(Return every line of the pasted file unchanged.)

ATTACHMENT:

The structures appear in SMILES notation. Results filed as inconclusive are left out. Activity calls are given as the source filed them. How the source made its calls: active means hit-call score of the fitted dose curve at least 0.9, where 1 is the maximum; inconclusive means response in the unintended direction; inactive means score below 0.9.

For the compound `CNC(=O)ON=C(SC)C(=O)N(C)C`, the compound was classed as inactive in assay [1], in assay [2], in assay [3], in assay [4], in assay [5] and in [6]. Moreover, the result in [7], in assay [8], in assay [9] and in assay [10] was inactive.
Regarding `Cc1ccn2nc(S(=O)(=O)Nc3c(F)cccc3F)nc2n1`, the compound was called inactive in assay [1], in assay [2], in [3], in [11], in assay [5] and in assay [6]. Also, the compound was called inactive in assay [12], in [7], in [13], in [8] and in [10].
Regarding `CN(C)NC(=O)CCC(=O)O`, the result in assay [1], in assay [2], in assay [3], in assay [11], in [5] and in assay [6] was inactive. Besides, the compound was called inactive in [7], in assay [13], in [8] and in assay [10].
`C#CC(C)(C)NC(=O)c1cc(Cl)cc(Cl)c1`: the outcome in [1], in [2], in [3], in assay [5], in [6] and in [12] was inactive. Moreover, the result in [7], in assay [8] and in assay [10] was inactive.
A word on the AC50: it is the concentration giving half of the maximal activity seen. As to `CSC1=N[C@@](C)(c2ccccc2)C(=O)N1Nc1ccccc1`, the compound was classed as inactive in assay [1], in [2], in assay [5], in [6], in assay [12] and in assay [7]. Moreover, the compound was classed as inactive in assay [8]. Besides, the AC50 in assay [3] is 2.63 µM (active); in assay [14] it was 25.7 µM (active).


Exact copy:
The structures appear in SMILES notation. Results filed as inconclusive are left out. Activity calls are given as the source filed them. How the source made its calls: active means hit-call score of the fitted dose curve at least 0.9, where 1 is the maximum; inconclusive means response in the unintended direction; inactive means score below 0.9.

For the compound `CNC(=O)ON=C(SC)C(=O)N(C)C`, the compound was classed as inactive in assay [1], in assay [2], in assay [3], in assay [4], in assay [5] and in [6]. Moreover, the result in [7], in assay [8], in assay [9] and in assay [10] was inactive.
Regarding `Cc1ccn2nc(S(=O)(=O)Nc3c(F)cccc3F)nc2n1`, the compound was called inactive in assay [1], in assay [2], in [3], in [11], in assay [5] and in assay [6]. Also, the compound was called inactive in assay [12], in [7], in [13], in [8] and in [10].
Regarding `CN(C)NC(=O)CCC(=O)O`, the result in assay [1], in assay [2], in assay [3], in assay [11], in [5] and in assay [6] was inactive. Besides, the compound was called inactive in [7], in assay [13], in [8] and in assay [10].
`C#CC(C)(C)NC(=O)c1cc(Cl)cc(Cl)c1`: the outcome in [1], in [2], in [3], in assay [5], in [6] and in [12] was inactive. Moreover, the result in [7], in assay [8] and in assay [10] was inactive.
A word on the AC50: it is the concentration giving half of the maximal activity seen. As to `CSC1=N[C@@](C)(c2ccccc2)C(=O)N1Nc1ccccc1`, the compound was classed as inactive in assay [1], in [2], in assay [5], in [6], in assay [12] and in assay [7]. Moreover, the compound was classed as inactive in assay [8]. Besides, the AC50 in assay [3] is 2.63 µM (active); in assay [14] it was 25.7 µM (active).